With virtually no oil or natural gas resources of its own, Germany relies on Russia for 20 percent of its oil and one-third of its gas imports. But with Russia displaying a willingness to use oil as a political weapon, Germany is placing new emphasis on achieving energy independence - especially by developing alternative energy sources. As part of his series on the politics of oil, VOA's Brian Padden reports how German efforts to reduce pollution have led to new ways to produce energy.
Wind turbines dot the landscape in rural Germany. In some regions, wind energy produces up to 20 percent of the electricity used in German power grids. Engineer Hendrich Ziese says how much a single turbine can produce depends on the weather.
"When we have good days, we can [produce] 20,000 kilowatts per hour," Ziese said. "On bad days we make nothing."
Germany began investing heavily in alternative energy to meet the targets set out in the Kyoto Protocol, the 1997 global environmental agreement to reduce greenhouse gases.
Germany has achieved a 19 percent reduction in CO2 emissions, in part by providing subsidies to companies willing to invest in new technologies.
Hauke Eggers-Mohmann with Notus Energy, which develops wind turbines, says the government guaranteed them a fixed price over a 10-year period for alternative energy.
"Also it would support with fixed prices not only wind energy, but also other forms of energy, so that it was possible for private companies to develop and carry out other projects," Eggers-Mohmann said.
The government subsidies helped companies develop new energy related technologies at a time when oil and gas prices were relatively low. Now with petroleum prices at record highs, Germany profits twice: it produces cheaper alternative energy and exports this technology around the world.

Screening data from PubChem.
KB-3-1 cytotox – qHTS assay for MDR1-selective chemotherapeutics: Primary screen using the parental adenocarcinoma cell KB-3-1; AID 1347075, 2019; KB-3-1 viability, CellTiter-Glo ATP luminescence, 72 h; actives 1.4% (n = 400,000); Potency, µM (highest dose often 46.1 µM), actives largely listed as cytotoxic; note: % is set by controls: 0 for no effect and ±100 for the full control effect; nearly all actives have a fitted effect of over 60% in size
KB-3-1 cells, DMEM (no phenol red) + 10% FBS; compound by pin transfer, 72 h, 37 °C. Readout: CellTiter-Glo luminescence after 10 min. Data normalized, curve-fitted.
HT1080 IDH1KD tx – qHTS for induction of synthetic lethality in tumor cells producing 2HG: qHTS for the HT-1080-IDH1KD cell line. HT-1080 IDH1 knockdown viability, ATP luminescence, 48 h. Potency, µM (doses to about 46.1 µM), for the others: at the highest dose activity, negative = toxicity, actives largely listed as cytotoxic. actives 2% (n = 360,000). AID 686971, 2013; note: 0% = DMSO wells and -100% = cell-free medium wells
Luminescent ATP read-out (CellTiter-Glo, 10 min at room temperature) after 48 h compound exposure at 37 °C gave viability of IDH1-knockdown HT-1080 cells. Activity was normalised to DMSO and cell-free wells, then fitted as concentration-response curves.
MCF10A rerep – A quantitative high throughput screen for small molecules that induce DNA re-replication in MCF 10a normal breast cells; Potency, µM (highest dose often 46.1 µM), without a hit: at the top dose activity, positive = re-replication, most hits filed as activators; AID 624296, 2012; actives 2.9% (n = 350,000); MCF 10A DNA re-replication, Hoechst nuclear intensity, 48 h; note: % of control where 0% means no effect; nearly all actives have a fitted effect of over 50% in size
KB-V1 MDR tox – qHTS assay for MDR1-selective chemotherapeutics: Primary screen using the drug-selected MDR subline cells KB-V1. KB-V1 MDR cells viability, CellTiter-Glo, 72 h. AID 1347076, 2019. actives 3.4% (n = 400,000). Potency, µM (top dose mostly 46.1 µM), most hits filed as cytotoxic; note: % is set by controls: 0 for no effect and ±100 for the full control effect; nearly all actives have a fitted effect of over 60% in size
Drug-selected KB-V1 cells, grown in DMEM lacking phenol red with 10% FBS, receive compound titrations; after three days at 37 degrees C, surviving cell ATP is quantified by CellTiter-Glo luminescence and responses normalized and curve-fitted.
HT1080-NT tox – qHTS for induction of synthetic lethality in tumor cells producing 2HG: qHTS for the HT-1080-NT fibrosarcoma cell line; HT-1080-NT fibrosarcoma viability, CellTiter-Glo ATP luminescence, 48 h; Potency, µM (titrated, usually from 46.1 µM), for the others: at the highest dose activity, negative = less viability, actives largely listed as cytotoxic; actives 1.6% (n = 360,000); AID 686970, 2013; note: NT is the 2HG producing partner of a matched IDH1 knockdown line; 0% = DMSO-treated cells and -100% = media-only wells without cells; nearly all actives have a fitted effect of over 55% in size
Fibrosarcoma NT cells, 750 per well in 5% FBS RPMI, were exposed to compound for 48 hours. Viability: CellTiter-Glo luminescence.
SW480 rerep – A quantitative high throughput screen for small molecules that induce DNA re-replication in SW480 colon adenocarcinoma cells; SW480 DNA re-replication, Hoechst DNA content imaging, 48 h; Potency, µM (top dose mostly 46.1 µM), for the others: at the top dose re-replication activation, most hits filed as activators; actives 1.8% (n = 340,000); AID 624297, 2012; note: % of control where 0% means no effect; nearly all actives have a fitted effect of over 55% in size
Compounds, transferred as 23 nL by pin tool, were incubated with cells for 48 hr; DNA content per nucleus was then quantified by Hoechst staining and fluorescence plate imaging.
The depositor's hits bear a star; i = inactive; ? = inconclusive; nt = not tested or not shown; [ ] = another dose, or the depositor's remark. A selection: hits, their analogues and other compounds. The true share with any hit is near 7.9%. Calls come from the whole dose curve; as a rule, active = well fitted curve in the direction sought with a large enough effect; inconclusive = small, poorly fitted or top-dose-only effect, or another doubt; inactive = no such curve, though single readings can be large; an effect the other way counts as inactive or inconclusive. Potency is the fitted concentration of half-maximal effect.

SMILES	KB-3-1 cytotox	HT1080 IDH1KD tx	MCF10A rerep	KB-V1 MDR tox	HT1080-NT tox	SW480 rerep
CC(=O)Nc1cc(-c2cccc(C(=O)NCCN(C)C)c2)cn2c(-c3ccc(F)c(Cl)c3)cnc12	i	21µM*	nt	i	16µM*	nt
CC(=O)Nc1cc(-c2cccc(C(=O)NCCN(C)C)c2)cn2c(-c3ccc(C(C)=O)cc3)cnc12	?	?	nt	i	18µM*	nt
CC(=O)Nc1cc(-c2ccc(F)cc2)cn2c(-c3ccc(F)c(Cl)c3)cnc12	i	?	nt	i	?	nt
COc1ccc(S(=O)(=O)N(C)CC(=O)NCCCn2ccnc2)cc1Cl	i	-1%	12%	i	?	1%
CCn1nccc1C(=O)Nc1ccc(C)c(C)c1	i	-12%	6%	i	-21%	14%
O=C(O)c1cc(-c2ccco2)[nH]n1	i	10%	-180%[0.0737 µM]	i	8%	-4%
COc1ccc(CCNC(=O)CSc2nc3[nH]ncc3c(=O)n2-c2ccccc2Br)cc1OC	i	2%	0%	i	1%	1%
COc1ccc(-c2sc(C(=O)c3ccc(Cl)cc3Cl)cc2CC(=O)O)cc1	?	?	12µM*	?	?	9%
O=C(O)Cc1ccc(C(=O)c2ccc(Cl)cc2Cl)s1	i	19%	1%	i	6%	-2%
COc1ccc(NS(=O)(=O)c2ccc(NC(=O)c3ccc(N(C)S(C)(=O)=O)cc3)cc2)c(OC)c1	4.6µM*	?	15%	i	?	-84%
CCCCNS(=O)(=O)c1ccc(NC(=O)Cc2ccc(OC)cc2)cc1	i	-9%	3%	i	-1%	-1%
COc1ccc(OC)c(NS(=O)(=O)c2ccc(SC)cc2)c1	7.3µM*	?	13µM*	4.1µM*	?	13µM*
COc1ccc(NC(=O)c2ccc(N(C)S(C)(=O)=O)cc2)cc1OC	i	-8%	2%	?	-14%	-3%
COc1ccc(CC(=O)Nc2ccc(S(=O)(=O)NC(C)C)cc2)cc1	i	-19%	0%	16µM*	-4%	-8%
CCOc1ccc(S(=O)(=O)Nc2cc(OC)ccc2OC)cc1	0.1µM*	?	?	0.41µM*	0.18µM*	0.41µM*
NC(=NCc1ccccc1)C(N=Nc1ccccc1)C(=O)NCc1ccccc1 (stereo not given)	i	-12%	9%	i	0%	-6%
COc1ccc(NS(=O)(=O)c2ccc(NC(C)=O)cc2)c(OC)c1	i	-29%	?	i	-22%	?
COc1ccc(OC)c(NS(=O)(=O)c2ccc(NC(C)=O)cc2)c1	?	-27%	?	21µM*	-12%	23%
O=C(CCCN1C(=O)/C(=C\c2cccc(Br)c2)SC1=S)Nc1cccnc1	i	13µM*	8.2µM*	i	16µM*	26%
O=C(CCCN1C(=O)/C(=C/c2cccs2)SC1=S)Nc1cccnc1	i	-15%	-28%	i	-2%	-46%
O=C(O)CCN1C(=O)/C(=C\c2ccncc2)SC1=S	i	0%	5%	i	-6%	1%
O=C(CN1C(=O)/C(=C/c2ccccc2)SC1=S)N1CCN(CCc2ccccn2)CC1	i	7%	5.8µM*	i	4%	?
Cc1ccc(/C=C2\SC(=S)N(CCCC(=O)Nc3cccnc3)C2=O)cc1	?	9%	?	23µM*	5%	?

A case in point is the Puralube Company, which recycles waste oil to produce clean lubricant oil, fuel and gas. The process was invented in the United States, but developed here because Germany guaranteed a return on the company's investment.
The firm is now making plans to open an oil recycling plant in the United States. Puralube's Andreas Schuppel says investments in environmentally-friendly energy technology are paying economic dividends.
"We are business guys that is for sure, but we live in a market where we have decreased resources," Schuppel said. "Mostly everybody worldwide knows that we cannot live like in the past 20 years."
But Germany is far from being energy independent. Despite the investment in alternative energy, Susanne Droge with the German Institute for International and Security affairs says there is not enough wind or sun to meet the country's energy needs.
"For Germany, I will guess we can increase the share of alternative energies made at home, but we will not become independent," Droge said. "It is a dream."
Droge says to keep the lights on in Germany, the country must continue developing domestic alternative technologies, while also relying on multiple international energy suppliers.